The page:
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Smaller breast and larger tumor size are associated with an increased likelihood of choosing mastectomy. This current study confirmed this finding qualitatively and pointed to new ways of addressing the issue. Women who opted for BCT in this study considered mastectomy too radical. They also cited recovery time from surgery, perceived tumor size, and confidence in the BCT approach.

“The primary goal of this article is to improve understanding of why women with early stage breast cancer choose mastectomy vs breast conserving therapy. With improved understanding, health care providers may be able to deepen their relationships with their patients and provide improved counselling.” Dr Gu told Oncology Nurse Advisor

Fear and worry about cancer recurrence are well-known reasons for why women opt for mastectomy. Dr Gu said this was confirmed, and the current investigation showed that these feelings are related to observed failed BCT, among other things. The most common subtheme was whether a woman had a close family member or friend with ESBC who had a negative BCT or positive mastectomy experience.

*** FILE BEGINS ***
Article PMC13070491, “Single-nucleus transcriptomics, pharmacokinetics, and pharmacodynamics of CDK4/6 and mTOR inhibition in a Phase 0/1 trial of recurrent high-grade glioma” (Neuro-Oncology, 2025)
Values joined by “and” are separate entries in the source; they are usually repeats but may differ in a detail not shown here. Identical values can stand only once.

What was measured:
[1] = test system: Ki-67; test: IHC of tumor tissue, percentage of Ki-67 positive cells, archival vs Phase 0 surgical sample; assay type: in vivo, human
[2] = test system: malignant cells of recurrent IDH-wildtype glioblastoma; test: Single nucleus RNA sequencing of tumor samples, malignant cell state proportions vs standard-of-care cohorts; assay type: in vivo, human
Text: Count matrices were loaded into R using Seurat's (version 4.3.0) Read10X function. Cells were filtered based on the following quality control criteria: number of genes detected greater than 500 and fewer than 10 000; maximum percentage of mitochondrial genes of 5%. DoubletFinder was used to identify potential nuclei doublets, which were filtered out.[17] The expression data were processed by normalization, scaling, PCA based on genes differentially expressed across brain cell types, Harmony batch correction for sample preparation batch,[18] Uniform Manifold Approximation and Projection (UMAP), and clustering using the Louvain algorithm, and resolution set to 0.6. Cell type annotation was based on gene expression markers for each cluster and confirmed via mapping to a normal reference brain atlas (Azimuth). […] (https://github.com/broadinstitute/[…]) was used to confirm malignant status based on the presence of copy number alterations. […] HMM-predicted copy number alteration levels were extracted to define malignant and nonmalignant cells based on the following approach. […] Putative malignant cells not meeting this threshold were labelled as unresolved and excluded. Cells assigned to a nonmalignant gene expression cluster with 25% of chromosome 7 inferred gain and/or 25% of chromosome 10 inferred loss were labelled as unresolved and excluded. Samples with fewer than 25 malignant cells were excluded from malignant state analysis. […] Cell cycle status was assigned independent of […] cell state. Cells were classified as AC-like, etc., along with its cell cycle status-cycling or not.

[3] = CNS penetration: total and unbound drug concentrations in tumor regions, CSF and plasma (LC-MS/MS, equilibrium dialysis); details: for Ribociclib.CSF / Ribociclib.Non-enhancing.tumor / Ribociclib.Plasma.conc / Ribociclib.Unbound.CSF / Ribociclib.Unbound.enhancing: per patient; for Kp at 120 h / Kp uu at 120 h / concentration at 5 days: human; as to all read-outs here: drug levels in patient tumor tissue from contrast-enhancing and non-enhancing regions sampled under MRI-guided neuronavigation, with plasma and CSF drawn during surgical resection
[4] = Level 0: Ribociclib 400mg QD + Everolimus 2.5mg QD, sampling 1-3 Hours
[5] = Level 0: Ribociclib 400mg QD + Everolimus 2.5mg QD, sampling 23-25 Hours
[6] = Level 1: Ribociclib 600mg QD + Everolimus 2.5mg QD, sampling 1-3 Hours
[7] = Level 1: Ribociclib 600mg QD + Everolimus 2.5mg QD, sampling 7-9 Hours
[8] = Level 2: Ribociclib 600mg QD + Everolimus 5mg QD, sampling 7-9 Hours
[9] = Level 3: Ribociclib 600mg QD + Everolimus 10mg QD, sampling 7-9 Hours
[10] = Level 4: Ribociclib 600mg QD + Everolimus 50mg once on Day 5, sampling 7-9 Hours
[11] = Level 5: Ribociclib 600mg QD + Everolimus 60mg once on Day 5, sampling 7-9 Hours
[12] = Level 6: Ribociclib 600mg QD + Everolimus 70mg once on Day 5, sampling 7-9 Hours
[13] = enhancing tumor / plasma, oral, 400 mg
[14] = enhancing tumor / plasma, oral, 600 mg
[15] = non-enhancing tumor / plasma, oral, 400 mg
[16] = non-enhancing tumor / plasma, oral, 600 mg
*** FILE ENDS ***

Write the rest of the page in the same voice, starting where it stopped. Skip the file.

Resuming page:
Dr Gu said oncology nurses through their clinical experiences are uniquely qualified to help guide women during this journey and to offer them insight into some of the pitfalls when weighing the scientific data.  Some women may have unwarranted fears that are not being adequately addressed.

“Oncology nurses play a vital role in education and counselling in the treatment of breast cancer. The experience they have in interacting with patients and the overall treatment process is invaluable in providing advice around treatment decisions or dispelling potential misconceptions and fears,” explained Dr Gu.

This investigation involved open-ended questions, and a central theme that emerged was mastectomy was viewed as too radical. The theme of feminine identity was a key reason many women opted for BCT. The women raised issues about body image and seeing themselves as a whole female.